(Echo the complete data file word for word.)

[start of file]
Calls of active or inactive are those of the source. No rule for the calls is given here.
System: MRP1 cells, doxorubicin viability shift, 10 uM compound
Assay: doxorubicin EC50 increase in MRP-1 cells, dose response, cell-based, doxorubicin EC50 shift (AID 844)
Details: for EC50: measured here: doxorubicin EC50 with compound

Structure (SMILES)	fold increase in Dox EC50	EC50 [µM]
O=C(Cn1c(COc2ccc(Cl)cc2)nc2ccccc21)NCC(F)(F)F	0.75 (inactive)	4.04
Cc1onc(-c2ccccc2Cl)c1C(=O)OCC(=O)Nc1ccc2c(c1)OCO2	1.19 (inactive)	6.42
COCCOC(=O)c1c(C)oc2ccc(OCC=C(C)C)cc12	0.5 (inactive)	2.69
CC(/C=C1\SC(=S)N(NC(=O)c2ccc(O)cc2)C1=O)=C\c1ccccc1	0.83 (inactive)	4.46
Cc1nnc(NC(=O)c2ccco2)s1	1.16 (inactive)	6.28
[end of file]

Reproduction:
Calls of active or inactive are those of the source. No rule for the calls is given here.
System: MRP1 cells, doxorubicin viability shift, 10 uM compound
Assay: doxorubicin EC50 increase in MRP-1 cells, dose response, cell-based, doxorubicin EC50 shift (AID 844)
Details: for EC50: measured here: doxorubicin EC50 with compound

Structure (SMILES)	fold increase in Dox EC50	EC50 [µM]
O=C(Cn1c(COc2ccc(Cl)cc2)nc2ccccc21)NCC(F)(F)F	0.75 (inactive)	4.04
Cc1onc(-c2ccccc2Cl)c1C(=O)OCC(=O)Nc1ccc2c(c1)OCO2	1.19 (inactive)	6.42
COCCOC(=O)c1c(C)oc2ccc(OCC=C(C)C)cc12	0.5 (inactive)	2.69
CC(/C=C1\SC(=S)N(NC(=O)c2ccc(O)cc2)C1=O)=C\c1ccccc1	0.83 (inactive)	4.46
Cc1nnc(NC(=O)c2ccco2)s1	1.16 (inactive)	6.28